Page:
A sweeping history of the years after Martin Luther King’s assassination—and the struggle to keep the civil rights movement alive and realize King’s vision of an equal society “The previously untold story of continuing struggle and posthumous inspiration that dominates this compelling and groundbreaking book will forever change the way civil rights historians view this era.”—Raymond Arsenault, author of Freedom Riders
In this arresting and groundbreaking account, David L. Chappell reveals that, far from coming to an abrupt end with King’s murder, the civil rights movement entered a new phase. It both grew and splintered. These were years when decisive, historic victories were no longer within reach—the movement’s achievements were instead hard-won, and their meanings unsettled. From the fight to pass the Fair Housing Act in 1968, to debates over unity and leadership at the National Black Political Conventions, to the campaign for full-employment legislation, to the surprising enactment of the Martin Luther King holiday, to Jesse Jackson’s quixotic presidential campaigns, veterans of the movement struggled to rally around common goals.
Waking from the Dream documents this struggle, including moments when the movement seemed on the verge of dissolution, and the monumental efforts of its members to persevere. For this watershed study of a much-neglected period, Chappell spent ten years sifting through a voluminous public record: congressional hearings and government documents; the archives of pro– and anti–civil rights activists, oral and written remembrances of King’s successors and rivals, documentary film footage, and long-forgotten coverage of events from African American newspapers and journals.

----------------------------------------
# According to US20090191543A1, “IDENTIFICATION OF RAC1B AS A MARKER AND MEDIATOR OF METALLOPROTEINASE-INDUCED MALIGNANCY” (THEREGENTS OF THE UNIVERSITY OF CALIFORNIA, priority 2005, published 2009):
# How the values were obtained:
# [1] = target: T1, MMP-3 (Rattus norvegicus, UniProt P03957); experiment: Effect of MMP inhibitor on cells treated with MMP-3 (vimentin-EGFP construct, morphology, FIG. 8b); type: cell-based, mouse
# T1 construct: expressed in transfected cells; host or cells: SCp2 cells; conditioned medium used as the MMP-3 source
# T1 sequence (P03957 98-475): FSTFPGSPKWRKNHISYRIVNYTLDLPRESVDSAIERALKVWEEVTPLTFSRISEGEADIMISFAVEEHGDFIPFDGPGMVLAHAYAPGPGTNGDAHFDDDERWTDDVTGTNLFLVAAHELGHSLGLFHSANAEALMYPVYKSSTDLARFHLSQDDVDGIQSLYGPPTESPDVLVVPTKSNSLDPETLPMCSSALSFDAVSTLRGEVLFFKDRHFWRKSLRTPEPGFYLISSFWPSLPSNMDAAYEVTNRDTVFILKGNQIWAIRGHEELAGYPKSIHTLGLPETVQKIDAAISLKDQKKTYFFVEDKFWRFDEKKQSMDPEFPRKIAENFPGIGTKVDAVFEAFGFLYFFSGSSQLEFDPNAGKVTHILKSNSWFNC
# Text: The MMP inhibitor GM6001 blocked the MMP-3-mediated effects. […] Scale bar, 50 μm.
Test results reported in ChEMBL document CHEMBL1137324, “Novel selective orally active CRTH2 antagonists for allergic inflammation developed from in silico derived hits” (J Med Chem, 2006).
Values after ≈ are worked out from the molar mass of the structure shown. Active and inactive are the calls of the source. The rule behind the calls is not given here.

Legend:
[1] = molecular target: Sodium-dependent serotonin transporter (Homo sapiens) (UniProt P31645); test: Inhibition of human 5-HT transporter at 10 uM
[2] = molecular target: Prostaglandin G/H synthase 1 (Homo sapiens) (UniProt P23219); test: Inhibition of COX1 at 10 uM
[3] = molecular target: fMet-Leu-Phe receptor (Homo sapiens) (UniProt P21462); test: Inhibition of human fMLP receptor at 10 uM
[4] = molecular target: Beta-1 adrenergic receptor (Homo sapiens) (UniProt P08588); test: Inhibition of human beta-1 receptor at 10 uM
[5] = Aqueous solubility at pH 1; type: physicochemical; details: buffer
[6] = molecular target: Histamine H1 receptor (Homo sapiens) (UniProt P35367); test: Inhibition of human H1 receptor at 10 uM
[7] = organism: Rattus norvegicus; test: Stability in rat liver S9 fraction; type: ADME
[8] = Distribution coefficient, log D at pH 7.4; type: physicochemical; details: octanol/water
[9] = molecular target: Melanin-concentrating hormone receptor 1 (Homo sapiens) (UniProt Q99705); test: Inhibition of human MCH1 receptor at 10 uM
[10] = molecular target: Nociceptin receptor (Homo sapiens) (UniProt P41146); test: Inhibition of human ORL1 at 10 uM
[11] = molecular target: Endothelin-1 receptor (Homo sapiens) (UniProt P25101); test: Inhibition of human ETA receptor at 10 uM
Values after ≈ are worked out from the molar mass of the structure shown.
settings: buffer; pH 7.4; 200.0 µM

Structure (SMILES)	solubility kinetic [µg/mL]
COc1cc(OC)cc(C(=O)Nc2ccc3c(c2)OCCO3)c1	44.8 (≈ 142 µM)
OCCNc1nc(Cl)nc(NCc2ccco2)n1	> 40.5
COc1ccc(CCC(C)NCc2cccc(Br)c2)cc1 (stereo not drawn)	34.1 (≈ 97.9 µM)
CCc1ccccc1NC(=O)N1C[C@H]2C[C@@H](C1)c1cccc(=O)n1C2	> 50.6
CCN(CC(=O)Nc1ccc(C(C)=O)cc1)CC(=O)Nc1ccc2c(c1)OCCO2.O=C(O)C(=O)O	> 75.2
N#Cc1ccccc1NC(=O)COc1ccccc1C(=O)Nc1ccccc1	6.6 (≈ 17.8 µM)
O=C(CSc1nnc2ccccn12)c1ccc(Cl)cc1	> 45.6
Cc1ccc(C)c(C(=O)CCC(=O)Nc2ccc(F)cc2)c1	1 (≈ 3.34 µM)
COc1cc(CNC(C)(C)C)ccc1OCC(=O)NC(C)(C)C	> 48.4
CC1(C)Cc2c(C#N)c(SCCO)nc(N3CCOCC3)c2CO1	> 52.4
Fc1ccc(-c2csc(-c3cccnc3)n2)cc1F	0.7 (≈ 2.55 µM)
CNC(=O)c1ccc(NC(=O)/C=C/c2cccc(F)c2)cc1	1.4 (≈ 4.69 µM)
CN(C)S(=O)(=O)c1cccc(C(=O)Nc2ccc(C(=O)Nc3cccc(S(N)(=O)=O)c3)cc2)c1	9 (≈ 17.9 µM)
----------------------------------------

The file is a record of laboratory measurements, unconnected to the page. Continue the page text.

The result is a story rich with period detail, as Chappell chronicles the difficulties the movement encountered while working to build coalitions, pass legislation, and mobilize citizens in the absence of King’s galvanizing leadership. Could the civil rights coalition stay together as its focus shifted from public protests to congressional politics? Did the movement need a single, charismatic leader to succeed King, and who would that be? As the movement’s leaders pushed forward, they continually looked back, struggling to define King’s legacy and harness his symbolic power.
Waking from the Dream is a revealing and resonant look at civil rights after King as well as King’s place in American memory. It illuminates a time, explores a cause, and explains how a movement labored to overcome the loss of its leader.